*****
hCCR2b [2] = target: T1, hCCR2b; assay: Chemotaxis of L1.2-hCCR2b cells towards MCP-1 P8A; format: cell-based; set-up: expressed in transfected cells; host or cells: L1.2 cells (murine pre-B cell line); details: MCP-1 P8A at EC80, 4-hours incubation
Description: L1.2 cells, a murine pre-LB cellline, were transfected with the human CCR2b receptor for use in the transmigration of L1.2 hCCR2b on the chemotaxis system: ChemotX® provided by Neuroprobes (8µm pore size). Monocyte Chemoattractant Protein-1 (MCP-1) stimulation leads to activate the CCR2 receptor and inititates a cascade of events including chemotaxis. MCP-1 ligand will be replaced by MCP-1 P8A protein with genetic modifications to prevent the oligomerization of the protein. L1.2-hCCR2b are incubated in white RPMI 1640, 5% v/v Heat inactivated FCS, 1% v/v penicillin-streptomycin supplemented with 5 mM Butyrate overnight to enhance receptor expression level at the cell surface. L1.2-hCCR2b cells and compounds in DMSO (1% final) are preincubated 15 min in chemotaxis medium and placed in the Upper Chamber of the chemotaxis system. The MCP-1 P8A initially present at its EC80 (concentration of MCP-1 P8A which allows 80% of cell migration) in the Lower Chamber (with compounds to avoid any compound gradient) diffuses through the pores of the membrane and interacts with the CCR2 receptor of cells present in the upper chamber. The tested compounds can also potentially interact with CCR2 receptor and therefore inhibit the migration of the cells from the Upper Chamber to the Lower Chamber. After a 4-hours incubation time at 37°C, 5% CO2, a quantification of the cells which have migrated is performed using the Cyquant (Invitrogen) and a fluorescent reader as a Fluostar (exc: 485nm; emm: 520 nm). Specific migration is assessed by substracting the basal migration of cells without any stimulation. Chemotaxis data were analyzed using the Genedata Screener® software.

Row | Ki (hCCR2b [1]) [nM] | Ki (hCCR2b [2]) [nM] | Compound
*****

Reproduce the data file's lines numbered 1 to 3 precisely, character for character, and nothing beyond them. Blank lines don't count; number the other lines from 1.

hCCR2b [2] = target: T1, hCCR2b; assay: Chemotaxis of L1.2-hCCR2b cells towards MCP-1 P8A; format: cell-based; set-up: expressed in transfected cells; host or cells: L1.2 cells (murine pre-B cell line); details: MCP-1 P8A at EC80, 4-hours incubation
Description: L1.2 cells, a murine pre-LB cellline, were transfected with the human CCR2b receptor for use in the transmigration of L1.2 hCCR2b on the chemotaxis system: ChemotX® provided by Neuroprobes (8µm pore size). Monocyte Chemoattractant Protein-1 (MCP-1) stimulation leads to activate the CCR2 receptor and inititates a cascade of events including chemotaxis. MCP-1 ligand will be replaced by MCP-1 P8A protein with genetic modifications to prevent the oligomerization of the protein. L1.2-hCCR2b are incubated in white RPMI 1640, 5% v/v Heat inactivated FCS, 1% v/v penicillin-streptomycin supplemented with 5 mM Butyrate overnight to enhance receptor expression level at the cell surface. L1.2-hCCR2b cells and compounds in DMSO (1% final) are preincubated 15 min in chemotaxis medium and placed in the Upper Chamber of the chemotaxis system. The MCP-1 P8A initially present at its EC80 (concentration of MCP-1 P8A which allows 80% of cell migration) in the Lower Chamber (with compounds to avoid any compound gradient) diffuses through the pores of the membrane and interacts with the CCR2 receptor of cells present in the upper chamber. The tested compounds can also potentially interact with CCR2 receptor and therefore inhibit the migration of the cells from the Upper Chamber to the Lower Chamber. After a 4-hours incubation time at 37°C, 5% CO2, a quantification of the cells which have migrated is performed using the Cyquant (Invitrogen) and a fluorescent reader as a Fluostar (exc: 485nm; emm: 520 nm). Specific migration is assessed by substracting the basal migration of cells without any stimulation. Chemotaxis data were analyzed using the Genedata Screener® software.

Row | Ki (hCCR2b [1]) [nM] | Ki (hCCR2b [2]) [nM] | Compound